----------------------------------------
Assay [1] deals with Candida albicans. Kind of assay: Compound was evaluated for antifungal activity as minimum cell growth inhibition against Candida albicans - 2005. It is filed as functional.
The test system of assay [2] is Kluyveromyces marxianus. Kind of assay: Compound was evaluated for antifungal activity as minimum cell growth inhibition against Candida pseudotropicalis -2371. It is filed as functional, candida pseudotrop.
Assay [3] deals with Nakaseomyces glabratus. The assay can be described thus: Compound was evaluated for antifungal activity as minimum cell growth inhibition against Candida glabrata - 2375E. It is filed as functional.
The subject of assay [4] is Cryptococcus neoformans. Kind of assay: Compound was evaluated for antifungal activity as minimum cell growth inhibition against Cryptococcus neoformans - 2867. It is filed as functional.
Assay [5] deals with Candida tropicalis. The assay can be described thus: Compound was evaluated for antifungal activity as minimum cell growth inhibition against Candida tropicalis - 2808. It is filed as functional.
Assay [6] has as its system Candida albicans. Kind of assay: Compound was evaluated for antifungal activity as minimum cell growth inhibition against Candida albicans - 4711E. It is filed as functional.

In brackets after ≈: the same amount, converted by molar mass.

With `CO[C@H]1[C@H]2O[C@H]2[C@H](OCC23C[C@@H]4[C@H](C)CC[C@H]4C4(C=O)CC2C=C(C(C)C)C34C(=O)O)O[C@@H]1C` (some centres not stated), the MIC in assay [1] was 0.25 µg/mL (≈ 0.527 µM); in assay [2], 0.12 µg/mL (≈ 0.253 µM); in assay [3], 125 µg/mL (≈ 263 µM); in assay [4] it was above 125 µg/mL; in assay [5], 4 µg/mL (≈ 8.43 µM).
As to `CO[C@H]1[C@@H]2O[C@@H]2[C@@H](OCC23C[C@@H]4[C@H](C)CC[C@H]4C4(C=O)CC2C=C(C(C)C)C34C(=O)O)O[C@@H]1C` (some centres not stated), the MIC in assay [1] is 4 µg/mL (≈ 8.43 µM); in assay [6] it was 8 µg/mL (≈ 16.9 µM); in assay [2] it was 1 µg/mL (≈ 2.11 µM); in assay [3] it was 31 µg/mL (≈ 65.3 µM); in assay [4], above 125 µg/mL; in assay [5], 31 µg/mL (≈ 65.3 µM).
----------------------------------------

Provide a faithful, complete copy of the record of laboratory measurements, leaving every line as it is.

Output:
Assay [1] deals with Candida albicans. Kind of assay: Compound was evaluated for antifungal activity as minimum cell growth inhibition against Candida albicans - 2005. It is filed as functional.
The test system of assay [2] is Kluyveromyces marxianus. Kind of assay: Compound was evaluated for antifungal activity as minimum cell growth inhibition against Candida pseudotropicalis -2371. It is filed as functional, candida pseudotrop.
Assay [3] deals with Nakaseomyces glabratus. The assay can be described thus: Compound was evaluated for antifungal activity as minimum cell growth inhibition against Candida glabrata - 2375E. It is filed as functional.
The subject of assay [4] is Cryptococcus neoformans. Kind of assay: Compound was evaluated for antifungal activity as minimum cell growth inhibition against Cryptococcus neoformans - 2867. It is filed as functional.
Assay [5] deals with Candida tropicalis. The assay can be described thus: Compound was evaluated for antifungal activity as minimum cell growth inhibition against Candida tropicalis - 2808. It is filed as functional.
Assay [6] has as its system Candida albicans. Kind of assay: Compound was evaluated for antifungal activity as minimum cell growth inhibition against Candida albicans - 4711E. It is filed as functional.

In brackets after ≈: the same amount, converted by molar mass.

With `CO[C@H]1[C@H]2O[C@H]2[C@H](OCC23C[C@@H]4[C@H](C)CC[C@H]4C4(C=O)CC2C=C(C(C)C)C34C(=O)O)O[C@@H]1C` (some centres not stated), the MIC in assay [1] was 0.25 µg/mL (≈ 0.527 µM); in assay [2], 0.12 µg/mL (≈ 0.253 µM); in assay [3], 125 µg/mL (≈ 263 µM); in assay [4] it was above 125 µg/mL; in assay [5], 4 µg/mL (≈ 8.43 µM).
As to `CO[C@H]1[C@@H]2O[C@@H]2[C@@H](OCC23C[C@@H]4[C@H](C)CC[C@H]4C4(C=O)CC2C=C(C(C)C)C34C(=O)O)O[C@@H]1C` (some centres not stated), the MIC in assay [1] is 4 µg/mL (≈ 8.43 µM); in assay [6] it was 8 µg/mL (≈ 16.9 µM); in assay [2] it was 1 µg/mL (≈ 2.11 µM); in assay [3] it was 31 µg/mL (≈ 65.3 µM); in assay [4], above 125 µg/mL; in assay [5], 31 µg/mL (≈ 65.3 µM).